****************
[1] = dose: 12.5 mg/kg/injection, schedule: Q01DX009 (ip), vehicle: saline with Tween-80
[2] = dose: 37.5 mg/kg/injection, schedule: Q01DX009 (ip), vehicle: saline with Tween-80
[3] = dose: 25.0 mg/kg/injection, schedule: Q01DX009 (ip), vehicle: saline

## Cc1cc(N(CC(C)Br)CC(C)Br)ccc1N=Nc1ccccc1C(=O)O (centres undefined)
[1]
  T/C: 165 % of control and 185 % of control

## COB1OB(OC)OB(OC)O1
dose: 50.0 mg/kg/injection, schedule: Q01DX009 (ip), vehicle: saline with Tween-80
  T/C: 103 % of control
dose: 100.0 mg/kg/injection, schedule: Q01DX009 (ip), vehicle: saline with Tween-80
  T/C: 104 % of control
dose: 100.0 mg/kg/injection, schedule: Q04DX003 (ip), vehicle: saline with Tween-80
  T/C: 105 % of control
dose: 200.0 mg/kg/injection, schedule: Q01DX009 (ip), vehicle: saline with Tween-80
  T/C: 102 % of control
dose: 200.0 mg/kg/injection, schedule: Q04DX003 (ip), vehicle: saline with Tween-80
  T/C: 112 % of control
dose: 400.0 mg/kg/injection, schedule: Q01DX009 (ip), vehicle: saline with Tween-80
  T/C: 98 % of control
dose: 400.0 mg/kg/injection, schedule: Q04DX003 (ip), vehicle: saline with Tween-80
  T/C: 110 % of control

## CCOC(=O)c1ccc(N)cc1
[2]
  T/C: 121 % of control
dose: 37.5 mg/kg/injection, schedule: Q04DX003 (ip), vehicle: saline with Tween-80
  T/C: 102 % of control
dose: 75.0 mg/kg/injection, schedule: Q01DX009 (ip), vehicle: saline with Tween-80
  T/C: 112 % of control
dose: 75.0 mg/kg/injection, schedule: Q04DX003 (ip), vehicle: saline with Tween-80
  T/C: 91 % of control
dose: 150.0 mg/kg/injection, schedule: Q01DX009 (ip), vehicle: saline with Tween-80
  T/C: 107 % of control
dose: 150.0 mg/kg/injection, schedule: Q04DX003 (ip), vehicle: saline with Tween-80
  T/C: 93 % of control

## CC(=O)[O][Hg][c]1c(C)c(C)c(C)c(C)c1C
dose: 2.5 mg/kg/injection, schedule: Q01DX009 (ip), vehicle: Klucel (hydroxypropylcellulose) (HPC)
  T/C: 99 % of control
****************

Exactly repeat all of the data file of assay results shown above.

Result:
[1] = dose: 12.5 mg/kg/injection, schedule: Q01DX009 (ip), vehicle: saline with Tween-80
[2] = dose: 37.5 mg/kg/injection, schedule: Q01DX009 (ip), vehicle: saline with Tween-80
[3] = dose: 25.0 mg/kg/injection, schedule: Q01DX009 (ip), vehicle: saline

## Cc1cc(N(CC(C)Br)CC(C)Br)ccc1N=Nc1ccccc1C(=O)O (centres undefined)
[1]
  T/C: 165 % of control and 185 % of control

## COB1OB(OC)OB(OC)O1
dose: 50.0 mg/kg/injection, schedule: Q01DX009 (ip), vehicle: saline with Tween-80
  T/C: 103 % of control
dose: 100.0 mg/kg/injection, schedule: Q01DX009 (ip), vehicle: saline with Tween-80
  T/C: 104 % of control
dose: 100.0 mg/kg/injection, schedule: Q04DX003 (ip), vehicle: saline with Tween-80
  T/C: 105 % of control
dose: 200.0 mg/kg/injection, schedule: Q01DX009 (ip), vehicle: saline with Tween-80
  T/C: 102 % of control
dose: 200.0 mg/kg/injection, schedule: Q04DX003 (ip), vehicle: saline with Tween-80
  T/C: 112 % of control
dose: 400.0 mg/kg/injection, schedule: Q01DX009 (ip), vehicle: saline with Tween-80
  T/C: 98 % of control
dose: 400.0 mg/kg/injection, schedule: Q04DX003 (ip), vehicle: saline with Tween-80
  T/C: 110 % of control

## CCOC(=O)c1ccc(N)cc1
[2]
  T/C: 121 % of control
dose: 37.5 mg/kg/injection, schedule: Q04DX003 (ip), vehicle: saline with Tween-80
  T/C: 102 % of control
dose: 75.0 mg/kg/injection, schedule: Q01DX009 (ip), vehicle: saline with Tween-80
  T/C: 112 % of control
dose: 75.0 mg/kg/injection, schedule: Q04DX003 (ip), vehicle: saline with Tween-80
  T/C: 91 % of control
dose: 150.0 mg/kg/injection, schedule: Q01DX009 (ip), vehicle: saline with Tween-80
  T/C: 107 % of control
dose: 150.0 mg/kg/injection, schedule: Q04DX003 (ip), vehicle: saline with Tween-80
  T/C: 93 % of control

## CC(=O)[O][Hg][c]1c(C)c(C)c(C)c(C)c1C
dose: 2.5 mg/kg/injection, schedule: Q01DX009 (ip), vehicle: Klucel (hydroxypropylcellulose) (HPC)
  T/C: 99 % of control